Today Ike had a day of rest and reflection (why do we keep trying to take the reins from mom and act like a racehorse?), and I went to a local horse show to support one of my young rider friends.
She has had some unfortunate struggles with her quarter horse, but after almost a year of rehab and steadfast devotion, they are back on track. No one deserves it more and I was glad to get to see them in action. Although it was not a rated show, she still took the time to braid, had her horse impeccably groomed, and tack cleaned. She was also well prepared and collected two blues and a red ribbon while I watched.
So now I must vent about some of the others I saw at the show…I cringed, averted my eyes and had to walk away a few times to keep my mouth from saying something that it shouldn’t. The sad part is that most of the poor behavior and decisions were by the people who should know better…”adults” and “trainers.” I will share my observations here because I won’t be able to sleep if I can’t get the images out of my head.
1) Yes, I do understand that it was cold last night so a full bath was not in the cards and that coats are getting shaggy as the winter coat comes in, but is it too much to ask that you at least comb your horse’s mane and tail??? I saw some Bob Marley wannabes, knots that could tie an aircraft carrier to the dock, and a lot of unkempt bridle paths. Please teach your children and students that having a well-groomed horse to present in the ring demonstrates respect for the judge.
2) Part Two of show ring preparation – Clean your tack, wipe your boots, and tuck in your shirt. Most everyone who knows me would agree that I’m a stickler for clean tack. And if I am getting ready to be seen in public? Extra scrubbing and wiping. I’m a big fan of disposable boot wipes. Very portable and do a decent job at removing dust and slobber. The untucked shirt just looks slovenly. Period. Does it need any further explanation?
3) One of my biggest cringe moments came as I watched a “trainer” school a horse. Can someone please explain to me how constant yanks on the reins while digging the rowels (big ones) of your spurs into the horse’s sides non-stop is supposed to bring out the best in your horse? I don’t recall reading that particular training method in any of my books or equine periodicals. Riding is supposed to be a partnership with mutual respect. Leaving hairless, red spur marks means you are not holding up your end of the deal.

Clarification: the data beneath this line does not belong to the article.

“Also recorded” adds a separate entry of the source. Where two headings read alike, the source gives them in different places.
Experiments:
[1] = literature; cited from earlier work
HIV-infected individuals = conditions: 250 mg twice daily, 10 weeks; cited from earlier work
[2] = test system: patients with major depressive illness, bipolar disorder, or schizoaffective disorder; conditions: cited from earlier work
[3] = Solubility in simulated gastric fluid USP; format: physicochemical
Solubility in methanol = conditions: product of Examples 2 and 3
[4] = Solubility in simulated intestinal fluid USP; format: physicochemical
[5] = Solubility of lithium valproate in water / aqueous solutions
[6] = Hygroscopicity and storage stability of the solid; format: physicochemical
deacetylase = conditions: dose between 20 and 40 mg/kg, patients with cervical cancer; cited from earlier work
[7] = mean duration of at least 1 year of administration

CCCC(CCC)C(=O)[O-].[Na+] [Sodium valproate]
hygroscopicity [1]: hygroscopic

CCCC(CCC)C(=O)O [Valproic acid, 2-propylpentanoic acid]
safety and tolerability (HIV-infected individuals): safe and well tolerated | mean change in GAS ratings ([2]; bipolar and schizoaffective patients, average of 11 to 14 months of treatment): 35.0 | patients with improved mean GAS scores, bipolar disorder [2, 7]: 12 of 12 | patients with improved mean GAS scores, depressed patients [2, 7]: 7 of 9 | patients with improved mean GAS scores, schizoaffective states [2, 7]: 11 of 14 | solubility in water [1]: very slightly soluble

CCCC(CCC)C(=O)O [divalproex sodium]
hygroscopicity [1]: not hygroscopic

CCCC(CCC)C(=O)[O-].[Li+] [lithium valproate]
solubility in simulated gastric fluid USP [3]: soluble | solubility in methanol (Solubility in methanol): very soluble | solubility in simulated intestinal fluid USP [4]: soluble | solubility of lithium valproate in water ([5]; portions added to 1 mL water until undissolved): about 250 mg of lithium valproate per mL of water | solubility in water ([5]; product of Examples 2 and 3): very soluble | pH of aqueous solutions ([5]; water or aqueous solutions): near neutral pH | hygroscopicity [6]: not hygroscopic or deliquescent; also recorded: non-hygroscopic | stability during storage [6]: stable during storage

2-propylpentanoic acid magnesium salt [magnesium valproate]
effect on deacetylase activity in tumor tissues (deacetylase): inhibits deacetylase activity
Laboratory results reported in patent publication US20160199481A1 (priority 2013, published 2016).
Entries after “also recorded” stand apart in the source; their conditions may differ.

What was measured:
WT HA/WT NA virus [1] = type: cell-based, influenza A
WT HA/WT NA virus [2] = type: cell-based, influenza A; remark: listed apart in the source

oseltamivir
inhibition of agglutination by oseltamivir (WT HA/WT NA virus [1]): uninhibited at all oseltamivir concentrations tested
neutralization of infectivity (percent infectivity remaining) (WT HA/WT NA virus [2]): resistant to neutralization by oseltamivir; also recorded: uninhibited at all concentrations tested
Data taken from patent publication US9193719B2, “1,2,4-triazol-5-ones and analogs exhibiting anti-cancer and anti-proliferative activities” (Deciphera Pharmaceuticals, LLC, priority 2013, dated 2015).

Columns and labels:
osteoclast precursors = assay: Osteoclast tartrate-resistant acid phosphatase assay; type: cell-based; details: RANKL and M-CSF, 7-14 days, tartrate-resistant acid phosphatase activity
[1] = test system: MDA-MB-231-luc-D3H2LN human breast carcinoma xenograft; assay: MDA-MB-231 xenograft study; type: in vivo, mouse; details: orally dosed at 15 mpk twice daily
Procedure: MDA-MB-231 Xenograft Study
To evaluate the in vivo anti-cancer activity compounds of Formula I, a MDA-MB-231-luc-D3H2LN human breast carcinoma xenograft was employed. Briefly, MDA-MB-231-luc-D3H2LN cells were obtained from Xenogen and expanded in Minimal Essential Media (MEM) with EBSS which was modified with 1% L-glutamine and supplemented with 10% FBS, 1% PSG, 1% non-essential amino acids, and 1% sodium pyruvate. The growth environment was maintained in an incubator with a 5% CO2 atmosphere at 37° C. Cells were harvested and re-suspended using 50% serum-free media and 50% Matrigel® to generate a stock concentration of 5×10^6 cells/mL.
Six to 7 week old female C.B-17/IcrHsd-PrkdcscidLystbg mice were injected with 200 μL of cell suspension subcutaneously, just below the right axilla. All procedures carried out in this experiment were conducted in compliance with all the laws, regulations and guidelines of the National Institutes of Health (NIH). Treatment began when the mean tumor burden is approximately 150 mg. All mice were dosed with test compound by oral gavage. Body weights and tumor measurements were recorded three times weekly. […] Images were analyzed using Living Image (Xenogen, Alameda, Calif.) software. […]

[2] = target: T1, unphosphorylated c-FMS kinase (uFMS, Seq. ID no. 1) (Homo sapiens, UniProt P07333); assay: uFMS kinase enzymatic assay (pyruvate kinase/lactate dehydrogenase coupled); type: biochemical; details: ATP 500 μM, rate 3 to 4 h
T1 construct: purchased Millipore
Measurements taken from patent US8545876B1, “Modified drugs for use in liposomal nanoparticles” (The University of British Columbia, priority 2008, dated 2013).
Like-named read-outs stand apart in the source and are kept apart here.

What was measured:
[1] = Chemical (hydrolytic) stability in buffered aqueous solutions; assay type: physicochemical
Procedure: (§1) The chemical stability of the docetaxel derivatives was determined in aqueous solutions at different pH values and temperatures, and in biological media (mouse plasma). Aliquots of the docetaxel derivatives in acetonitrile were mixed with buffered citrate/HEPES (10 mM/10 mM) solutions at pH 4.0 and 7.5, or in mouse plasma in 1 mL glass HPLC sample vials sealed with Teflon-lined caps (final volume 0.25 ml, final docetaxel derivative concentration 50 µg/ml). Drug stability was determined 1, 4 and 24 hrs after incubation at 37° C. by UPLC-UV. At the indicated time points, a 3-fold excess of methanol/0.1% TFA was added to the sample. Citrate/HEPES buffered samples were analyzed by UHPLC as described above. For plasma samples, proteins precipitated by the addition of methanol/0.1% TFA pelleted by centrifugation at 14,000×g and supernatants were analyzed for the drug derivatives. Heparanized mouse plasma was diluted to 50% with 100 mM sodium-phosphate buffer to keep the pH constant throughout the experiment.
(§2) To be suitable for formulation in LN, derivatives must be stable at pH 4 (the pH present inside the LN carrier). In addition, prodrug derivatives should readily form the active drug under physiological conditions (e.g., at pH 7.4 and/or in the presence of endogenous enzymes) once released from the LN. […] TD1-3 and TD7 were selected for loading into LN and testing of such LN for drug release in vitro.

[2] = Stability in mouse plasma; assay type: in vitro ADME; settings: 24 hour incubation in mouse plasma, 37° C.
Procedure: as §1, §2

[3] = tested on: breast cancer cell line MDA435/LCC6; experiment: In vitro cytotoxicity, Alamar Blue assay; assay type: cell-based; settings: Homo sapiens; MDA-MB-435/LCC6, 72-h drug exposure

4) Please learn schooling ring etiquette: pass left shoulder to left shoulder unless one horse is traveling at a faster gait and then yield the rail to them, if you must stop and have a conversation with someone then leave the ring or get off the rail, and the biggie – if you screw up and make a mistake, which we all have, then learn to use the words, “I’m sorry.” My young rider friend was almost unseated by an adult who could not control her horse and ran into my friend’s horse; the sad part was that this adult said nothing. Yes, it is sad that basic manners aren’t used.
5) Be a good sport when you don’t win. The sour pusses of some of the adults were enough to turn your stomach. The silver lining? It was heartening to watch the younger competitors clap for each other as the class was placed. There is dim hope.
Now don’t think that this show was all ungroomed, ill-mannered individuals. There were just as many well turned out pairs with supportive parents and trainers. It is a true pleasure to watch a youngster on their steadfast, been-there-done-that mount enjoying their time with their horse. They might not be the flashiest pair, but there is a true partnership and love between the two. You see it on the child’s face when they pat their horse as they collect their ribbon (never mind what color it is) and that is what this sport is all about.